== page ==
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The ancestors of the MacGirragle family were part of an ancient Scottish tribe called the Picts. They lived in the lands of Cargill in east Perthshire where the family at one time had extensive territories.

Early Origins of the MacGirragle family


The surname MacGirragle was first found in Perthshire (Gaelic: Siorrachd Pheairt) former county in the present day Council Area of Perth and Kinross, located in central Scotland. Cargill is a parish containing, with the villages of Burreltown, Wolfhill, and Woodside. "This place, of which the name, of Celtic origin, signifies a village with a church, originally formed a portion of the parish of Cupar-Angus, from which, according to ancient records, it was separated prior to the year 1514." [1]CITATION[CLOSE]
Lewis, Samuel, A Topographical Dictionary of Scotland. Institute of Historical Research, 1848, Print.

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Early History of the MacGirragle family

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Early History of the MacGirragle family


This web page shows only a small excerpt of our MacGirragle research.
Another 136 words (10 lines of text) covering the years 1283, 1457, 1681, 1619, 1681, 1638, 1643 and 1681 are included under the topic Early MacGirragle History in all our PDF Extended History products and printed products wherever possible.

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MacGirragle Spelling Variations

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MacGirragle Spelling Variations


Prior to the invention of the printing press in the last hundred years, documents were basically unique. Names were written according to sound, and often appeared differently each time they were recorded. Spelling variations of the name MacGirragle include Cargill, Cargille, Carnigill, Cargile, Kergylle, Cargyle, Carrigle, McGirl and many more.

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Early Notables of the MacGirragle family (pre 1700)

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Early Notables of the MacGirragle family (pre 1700)


Another 48 words (3 lines of text) are included under the topic Early MacGirragle Notables in all our PDF Extended History products and printed products wherever possible.

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Migration of the MacGirragle family to Ireland

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Migration of the MacGirragle family to Ireland


Some of the MacGirragle family moved to Ireland, but this topic is not covered in this excerpt.
Another 95 words (7 lines of text) about their life in Ireland is included in all our PDF Extended History products and printed products wherever possible.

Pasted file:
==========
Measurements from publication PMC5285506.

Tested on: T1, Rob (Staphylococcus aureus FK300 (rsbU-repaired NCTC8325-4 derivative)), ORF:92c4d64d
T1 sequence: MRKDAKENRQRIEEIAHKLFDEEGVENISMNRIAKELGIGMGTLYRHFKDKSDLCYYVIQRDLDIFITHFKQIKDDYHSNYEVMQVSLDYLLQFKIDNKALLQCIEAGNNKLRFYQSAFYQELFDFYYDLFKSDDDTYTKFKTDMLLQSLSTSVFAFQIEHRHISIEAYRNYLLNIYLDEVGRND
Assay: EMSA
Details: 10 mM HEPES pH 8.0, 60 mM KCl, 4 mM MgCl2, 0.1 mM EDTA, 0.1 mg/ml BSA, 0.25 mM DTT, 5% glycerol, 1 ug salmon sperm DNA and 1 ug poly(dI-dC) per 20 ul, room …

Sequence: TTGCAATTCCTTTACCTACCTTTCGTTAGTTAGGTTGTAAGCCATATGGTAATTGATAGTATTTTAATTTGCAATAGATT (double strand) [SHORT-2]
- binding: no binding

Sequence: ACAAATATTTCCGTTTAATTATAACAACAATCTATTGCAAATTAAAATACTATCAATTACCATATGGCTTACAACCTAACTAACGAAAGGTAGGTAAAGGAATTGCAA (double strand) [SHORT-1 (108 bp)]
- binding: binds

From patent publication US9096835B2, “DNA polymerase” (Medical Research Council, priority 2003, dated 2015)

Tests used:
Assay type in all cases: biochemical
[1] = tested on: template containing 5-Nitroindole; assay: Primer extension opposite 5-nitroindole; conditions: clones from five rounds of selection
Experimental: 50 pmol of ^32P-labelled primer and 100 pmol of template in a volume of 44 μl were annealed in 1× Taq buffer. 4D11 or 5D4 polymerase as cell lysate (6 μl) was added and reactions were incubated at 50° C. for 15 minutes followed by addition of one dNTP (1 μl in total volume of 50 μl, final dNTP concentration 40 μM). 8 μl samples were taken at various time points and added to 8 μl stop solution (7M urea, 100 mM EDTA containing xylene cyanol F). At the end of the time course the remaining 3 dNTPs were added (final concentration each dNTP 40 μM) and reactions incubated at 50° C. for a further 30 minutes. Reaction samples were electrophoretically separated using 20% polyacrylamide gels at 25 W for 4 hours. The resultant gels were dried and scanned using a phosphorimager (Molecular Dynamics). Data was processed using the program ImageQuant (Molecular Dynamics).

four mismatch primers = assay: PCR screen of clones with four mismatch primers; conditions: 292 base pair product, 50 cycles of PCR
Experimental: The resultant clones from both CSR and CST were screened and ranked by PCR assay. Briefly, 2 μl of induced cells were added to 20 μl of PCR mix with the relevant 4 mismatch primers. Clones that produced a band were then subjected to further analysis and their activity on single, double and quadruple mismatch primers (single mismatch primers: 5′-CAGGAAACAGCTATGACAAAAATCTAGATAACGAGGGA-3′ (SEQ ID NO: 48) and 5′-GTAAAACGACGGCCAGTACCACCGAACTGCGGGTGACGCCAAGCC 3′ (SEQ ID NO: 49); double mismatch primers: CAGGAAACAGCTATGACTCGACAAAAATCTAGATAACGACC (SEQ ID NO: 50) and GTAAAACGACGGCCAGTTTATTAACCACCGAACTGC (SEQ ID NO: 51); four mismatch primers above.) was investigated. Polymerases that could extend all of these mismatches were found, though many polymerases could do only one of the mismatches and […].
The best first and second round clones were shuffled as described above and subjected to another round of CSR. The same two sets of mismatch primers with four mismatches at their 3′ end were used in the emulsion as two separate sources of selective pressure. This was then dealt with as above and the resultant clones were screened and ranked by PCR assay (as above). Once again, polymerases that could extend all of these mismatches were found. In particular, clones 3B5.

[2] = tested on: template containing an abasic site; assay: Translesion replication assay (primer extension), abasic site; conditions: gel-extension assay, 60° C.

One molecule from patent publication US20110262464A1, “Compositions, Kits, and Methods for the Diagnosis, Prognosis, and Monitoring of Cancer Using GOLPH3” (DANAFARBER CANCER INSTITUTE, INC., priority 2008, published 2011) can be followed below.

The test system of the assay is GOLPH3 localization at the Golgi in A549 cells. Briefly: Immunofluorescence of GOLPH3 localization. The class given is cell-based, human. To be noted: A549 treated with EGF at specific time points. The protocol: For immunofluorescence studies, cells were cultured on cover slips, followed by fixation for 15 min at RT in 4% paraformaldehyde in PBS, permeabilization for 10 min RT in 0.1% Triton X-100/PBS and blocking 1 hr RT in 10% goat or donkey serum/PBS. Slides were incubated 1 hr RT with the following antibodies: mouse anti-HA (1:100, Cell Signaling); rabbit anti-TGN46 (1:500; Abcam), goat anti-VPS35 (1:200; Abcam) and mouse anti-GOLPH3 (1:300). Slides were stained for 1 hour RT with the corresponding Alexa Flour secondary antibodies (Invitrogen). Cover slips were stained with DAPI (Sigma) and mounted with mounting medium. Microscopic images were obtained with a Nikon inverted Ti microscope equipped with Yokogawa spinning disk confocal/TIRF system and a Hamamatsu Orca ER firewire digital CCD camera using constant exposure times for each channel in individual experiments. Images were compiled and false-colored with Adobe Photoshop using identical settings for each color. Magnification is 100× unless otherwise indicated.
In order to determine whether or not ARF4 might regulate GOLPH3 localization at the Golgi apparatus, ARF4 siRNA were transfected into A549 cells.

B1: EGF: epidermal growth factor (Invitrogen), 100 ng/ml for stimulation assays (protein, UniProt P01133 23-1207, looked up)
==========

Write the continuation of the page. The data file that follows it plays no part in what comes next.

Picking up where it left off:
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Migration of the MacGirragle family to the New World and Oceana

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Migration of the MacGirragle family to the New World and Oceana


The freedom of the North American colonies was enticing, and many Scots left to make the great crossing. It was a long and hard journey, but its reward was a place where there was more land than people and tolerance was far easier to come by. Many of these people came together to fight for a new nation in the American War of Independence, while others remained loyal to the old order as United Empire Loyalists. The ancestors of Scots in North America have recovered much of this heritage in the 20th century through Clan societies and other such organizations. A search of immigration and passenger lists revealed many important and early immigrants to North America bearing the name of MacGirragle: David Cargill arrived who in New York State in 1740; with James, Jean, John, Margaret; Elizabeth Cargill settled in New York State in 1740; J. and William Cargill settled in Baltimore Maryland in 1820..

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The MacGirragle Motto

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The MacGirragle Motto


The motto was originally a war cry or slogan. Mottoes first began to be shown with arms in the 14th and 15th centuries, but were not in general use until the 17th century. Thus the oldest coats of arms generally do not include a motto. Mottoes seldom form part of the grant of arms: Under most heraldic authorities, a motto is an optional component of the coat of arms, and can be added to or changed at will; many families have chosen not to display a motto.

Motto: Domino confido
Motto Translation: Confide in the Lord.


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MacGirragle Family Crest Products

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MacGirragle Family Crest Products



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See Also

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See Also



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Citations

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Citations


  1. ^ Lewis, Samuel, A Topographical Dictionary of Scotland. Institute of Historical Research, 1848, Print.

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